Robert Townsend said, “Getting there isn’t half the fun—it’s all the fun.” He’s obviously never been stuck in traffic with cranky kids yelling, “Are we there yet?” Traveling with children is challenging, but it doesn’t have to be a nightmare. Here are some tips to smooth your journey.
Pack Your Bags
- Pack as much as possible the day before.
- Send the kids to a friend’s house while you finish packing and loading the car.
- Pack plenty of plastic storage bags for those inevitable spills.
- Include a change of clothes for each family member in every suitcase—if the airline loses any of your luggage, you’ll each have a clean outfit to wear.
Time To Go
Traveling on off-peak days and avoiding rush-hour can cut back on travel time and temper tantrums.
- On the Road: If the car’s motor lulls your kids to sleep, travel during that nap-time window. Or transfer your pajama-clad, sleeping kids into the car and leave before dawn.
- In the Air: Don’t book the last flight of the day. If it’s cancelled, you could end up spending the night in the airport.
Let Me Entertain You
Kids love goody bags. Giftwrap some dollar-store items (books, washable markers, doodle pads, stickers, etc.) and travel versions of favorite games (like Battleship, Yahtzee, Connect Four, and checkers). Don’t give all the goodies away at once—dole them out as boredom or good behavior dictates.
- On the Road: If you didn’t spend the extra money for that built-in car DVD player, not to worry. Rent a portable player for as little as $6 per day. And if you just can’t listen to the Dora the Explorer theme song one more time, your kids can use headphones.
- In the Air: Many major airports rent portable DVD players starting at around $12 per day. If your departure airport doesn’t have them, order online for home delivery. Drop it off at your destination airport (if they have this service), or return it in a pre-paid mailer. DVD players must be switched off and stored during take-off and landing. Headphones are recommended.
When Do We Eat?
Pack non-messy treats like animal crackers, boxes of raisins, fruit roll-ups, and cheese sticks. Put juice or water in non-spill cups or bottles. Skip the soda—caffeine (a diuretic) makes for frequent pit stops. Disposable, adhesive-backed placemats shield tiny hands from less-than-clean eating surfaces.
- On the Road: Stock a cooler and make sure it’s easily accessible.
- In the Air: If a meal will be served on your flight, reserve children’s meals when you make your reservations. Children are served before adults, but pack your own snacks in case meal service is delayed. During take-off and landing, offer your older kids something to eat and either feed your baby or give her a pacifier. Chewing and sucking regulate ear pressure during altitude changes.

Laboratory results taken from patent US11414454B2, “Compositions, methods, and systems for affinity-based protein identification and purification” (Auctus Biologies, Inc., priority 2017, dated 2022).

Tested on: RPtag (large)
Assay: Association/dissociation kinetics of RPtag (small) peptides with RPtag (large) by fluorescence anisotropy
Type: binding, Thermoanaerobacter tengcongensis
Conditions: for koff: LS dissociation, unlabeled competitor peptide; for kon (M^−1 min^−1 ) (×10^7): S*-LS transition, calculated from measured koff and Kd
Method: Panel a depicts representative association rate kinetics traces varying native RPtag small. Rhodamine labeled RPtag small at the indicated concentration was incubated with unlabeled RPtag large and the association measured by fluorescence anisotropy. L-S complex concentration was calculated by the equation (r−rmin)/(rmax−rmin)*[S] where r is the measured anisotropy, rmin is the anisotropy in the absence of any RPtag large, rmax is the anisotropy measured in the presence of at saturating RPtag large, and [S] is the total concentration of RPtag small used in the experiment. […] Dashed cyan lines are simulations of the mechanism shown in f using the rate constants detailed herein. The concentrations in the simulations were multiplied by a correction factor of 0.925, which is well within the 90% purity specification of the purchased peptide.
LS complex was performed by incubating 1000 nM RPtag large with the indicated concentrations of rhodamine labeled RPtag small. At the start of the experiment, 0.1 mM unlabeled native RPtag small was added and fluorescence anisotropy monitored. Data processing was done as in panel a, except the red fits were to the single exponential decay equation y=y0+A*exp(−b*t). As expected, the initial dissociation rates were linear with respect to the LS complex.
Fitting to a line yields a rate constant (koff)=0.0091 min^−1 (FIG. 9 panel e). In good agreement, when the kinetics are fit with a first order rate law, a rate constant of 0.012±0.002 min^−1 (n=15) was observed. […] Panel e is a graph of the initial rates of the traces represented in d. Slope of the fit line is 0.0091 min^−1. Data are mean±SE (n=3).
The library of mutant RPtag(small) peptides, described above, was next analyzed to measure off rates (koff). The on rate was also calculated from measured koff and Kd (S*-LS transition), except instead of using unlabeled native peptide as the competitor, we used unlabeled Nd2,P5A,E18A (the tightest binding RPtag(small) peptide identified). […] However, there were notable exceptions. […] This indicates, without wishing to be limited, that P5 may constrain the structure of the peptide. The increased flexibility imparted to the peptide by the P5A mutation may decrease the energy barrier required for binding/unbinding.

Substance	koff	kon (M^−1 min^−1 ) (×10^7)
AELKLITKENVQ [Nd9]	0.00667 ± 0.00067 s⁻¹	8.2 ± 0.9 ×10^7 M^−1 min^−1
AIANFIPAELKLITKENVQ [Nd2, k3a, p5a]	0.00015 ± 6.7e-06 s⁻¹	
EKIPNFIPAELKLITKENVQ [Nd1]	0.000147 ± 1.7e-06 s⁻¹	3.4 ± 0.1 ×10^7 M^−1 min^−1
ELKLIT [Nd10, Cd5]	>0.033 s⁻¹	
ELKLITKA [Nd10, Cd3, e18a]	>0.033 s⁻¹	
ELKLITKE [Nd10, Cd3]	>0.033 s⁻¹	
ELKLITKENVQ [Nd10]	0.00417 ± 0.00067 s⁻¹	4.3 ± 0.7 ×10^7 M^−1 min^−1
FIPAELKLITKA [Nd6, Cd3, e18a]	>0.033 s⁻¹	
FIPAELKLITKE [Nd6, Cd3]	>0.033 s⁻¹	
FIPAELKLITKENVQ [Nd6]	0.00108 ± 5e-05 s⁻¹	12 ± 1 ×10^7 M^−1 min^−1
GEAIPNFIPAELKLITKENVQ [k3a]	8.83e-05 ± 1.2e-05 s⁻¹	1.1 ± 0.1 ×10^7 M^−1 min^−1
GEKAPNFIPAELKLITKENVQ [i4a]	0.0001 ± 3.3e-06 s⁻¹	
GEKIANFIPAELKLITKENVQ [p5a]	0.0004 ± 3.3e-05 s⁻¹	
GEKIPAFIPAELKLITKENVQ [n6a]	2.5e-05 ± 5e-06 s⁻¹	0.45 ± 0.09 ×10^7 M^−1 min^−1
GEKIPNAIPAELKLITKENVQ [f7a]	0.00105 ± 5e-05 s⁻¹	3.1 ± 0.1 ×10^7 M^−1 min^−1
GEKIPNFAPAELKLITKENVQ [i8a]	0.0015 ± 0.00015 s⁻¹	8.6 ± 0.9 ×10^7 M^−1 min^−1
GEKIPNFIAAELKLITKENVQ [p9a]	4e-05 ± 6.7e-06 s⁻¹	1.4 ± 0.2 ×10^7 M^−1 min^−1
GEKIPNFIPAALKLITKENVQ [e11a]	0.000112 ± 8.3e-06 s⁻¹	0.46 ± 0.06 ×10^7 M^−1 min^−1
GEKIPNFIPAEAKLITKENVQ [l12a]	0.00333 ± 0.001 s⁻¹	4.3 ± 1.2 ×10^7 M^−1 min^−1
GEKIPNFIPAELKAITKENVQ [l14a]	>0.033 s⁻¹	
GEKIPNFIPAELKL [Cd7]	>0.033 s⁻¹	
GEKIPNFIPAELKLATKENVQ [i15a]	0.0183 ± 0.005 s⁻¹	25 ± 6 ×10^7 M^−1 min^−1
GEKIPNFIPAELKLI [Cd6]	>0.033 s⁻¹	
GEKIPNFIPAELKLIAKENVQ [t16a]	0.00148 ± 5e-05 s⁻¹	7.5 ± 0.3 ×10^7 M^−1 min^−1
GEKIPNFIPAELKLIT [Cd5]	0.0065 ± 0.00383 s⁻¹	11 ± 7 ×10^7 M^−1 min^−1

Bring a basic first aid kit and prescriptions for any medication your children will need.
- On the Road: Buckling up your kids is a no-brainer. But many parents don’t realize that loose objects are also hazardous if the driver needs to slam on the brakes. Store toys in plastic, see-through boxes that slide under the seats.
- In the Air: If you plan to hold your infant on your lap, you can buy a baby vest that attaches to your seatbelt. Carseats should be FAA approved. Frequent flyers may want to invest in a carseat that coverts to a stoller.
Accidents do happen, even to the already-potty-trained. Pack some extra changes of clothing in large, plastic bags—just in case. You might find disposable potty-seat covers packets of tissues, and anti-bacterial gel or wipes handy for public restroom use.
- On the Road: When you’re miles away from the nearest rest stop, the last words you want to hear are: “I have to go—now!” Bring a portable potty and limit drinks.
- In the Air: For older children, explain in advance that there will be certain times when they won’t be able to use the bathroom (during take-off, landing, and turbulence). Remember that kids should drink more frequently to compensate for dry, re-circulated cabin air.
Stretch Your Legs
Factor in breaks at least every few hours.
- On the Road: Look for fast food restaurants or rest stops with playgrounds and let your kids burn off some energy. The American Automobile Association (AAA.com) helps members plan trips that include kid-friendly stops.
- In the Air: FAA rules prohibit children from sitting in the emergency aisles. Instead, reserve bulkhead seats for extra leg room. When booking a transcontinental or international flight, request a bassinet for your infant. The bassinets, available on a first-come, first-served basis, hook into the bulkhead wall. Airlines usually let travelers with small children pre-board. If you’re with another adult, one of you should board early with the bags and stroller (check your stroller at the gate so you’ll have it when you disembark at your destination). The other adult can stay with the kids and let them run around in the waiting area right up until the last boarding call. Take advantage of airports with children’s play areas.
With some extra planning, your family’s journey can be (almost) as fun as your ultimate destination. So make your list, check it twice, and bon voyage!
Natalie Lorenzi and her husband have flown over 40,000 miles with their three children, and have managed to retain their sanity. Natalie currently lives in Trieste, Italy.